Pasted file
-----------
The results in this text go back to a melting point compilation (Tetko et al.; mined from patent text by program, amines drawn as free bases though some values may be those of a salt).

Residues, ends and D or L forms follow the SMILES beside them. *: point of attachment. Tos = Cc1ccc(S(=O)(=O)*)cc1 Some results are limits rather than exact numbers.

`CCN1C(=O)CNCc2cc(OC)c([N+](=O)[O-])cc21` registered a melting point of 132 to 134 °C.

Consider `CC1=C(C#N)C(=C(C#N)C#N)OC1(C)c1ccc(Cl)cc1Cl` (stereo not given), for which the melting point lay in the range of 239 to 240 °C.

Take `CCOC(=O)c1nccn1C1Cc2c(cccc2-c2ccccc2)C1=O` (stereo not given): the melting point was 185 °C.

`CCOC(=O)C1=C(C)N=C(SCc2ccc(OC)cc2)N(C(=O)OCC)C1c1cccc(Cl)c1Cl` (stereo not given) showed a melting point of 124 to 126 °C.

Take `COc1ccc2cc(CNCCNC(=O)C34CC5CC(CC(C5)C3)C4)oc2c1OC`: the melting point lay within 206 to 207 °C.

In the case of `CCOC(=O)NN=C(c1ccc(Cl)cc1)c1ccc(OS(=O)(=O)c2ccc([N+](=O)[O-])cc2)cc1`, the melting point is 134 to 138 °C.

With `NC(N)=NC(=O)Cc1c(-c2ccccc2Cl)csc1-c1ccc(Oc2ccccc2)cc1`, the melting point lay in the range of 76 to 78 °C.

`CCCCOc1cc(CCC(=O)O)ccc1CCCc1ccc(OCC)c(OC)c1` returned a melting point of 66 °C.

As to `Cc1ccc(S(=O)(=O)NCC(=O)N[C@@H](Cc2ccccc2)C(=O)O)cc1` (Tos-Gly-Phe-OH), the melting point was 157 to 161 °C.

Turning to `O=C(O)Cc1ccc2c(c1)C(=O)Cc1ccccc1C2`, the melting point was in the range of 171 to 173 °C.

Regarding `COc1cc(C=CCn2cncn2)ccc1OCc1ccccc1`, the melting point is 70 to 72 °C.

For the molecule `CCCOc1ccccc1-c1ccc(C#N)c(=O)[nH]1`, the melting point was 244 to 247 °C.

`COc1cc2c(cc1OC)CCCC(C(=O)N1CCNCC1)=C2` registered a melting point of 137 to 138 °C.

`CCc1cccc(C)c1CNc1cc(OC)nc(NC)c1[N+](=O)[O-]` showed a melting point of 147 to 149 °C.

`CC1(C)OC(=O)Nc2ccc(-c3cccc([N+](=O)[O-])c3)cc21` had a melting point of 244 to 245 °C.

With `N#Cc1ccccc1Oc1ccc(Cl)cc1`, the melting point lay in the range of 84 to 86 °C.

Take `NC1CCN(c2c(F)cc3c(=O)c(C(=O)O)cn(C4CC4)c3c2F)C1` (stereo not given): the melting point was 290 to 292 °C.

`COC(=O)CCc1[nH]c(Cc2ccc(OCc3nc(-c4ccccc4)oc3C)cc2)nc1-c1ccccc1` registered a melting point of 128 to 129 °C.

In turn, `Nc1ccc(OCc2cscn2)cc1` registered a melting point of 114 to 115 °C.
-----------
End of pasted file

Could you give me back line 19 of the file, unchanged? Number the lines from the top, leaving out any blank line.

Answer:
Take `NC1CCN(c2c(F)cc3c(=O)c(C(=O)O)cn(C4CC4)c3c2F)C1` (stereo not given): the melting point was 290 to 292 °C.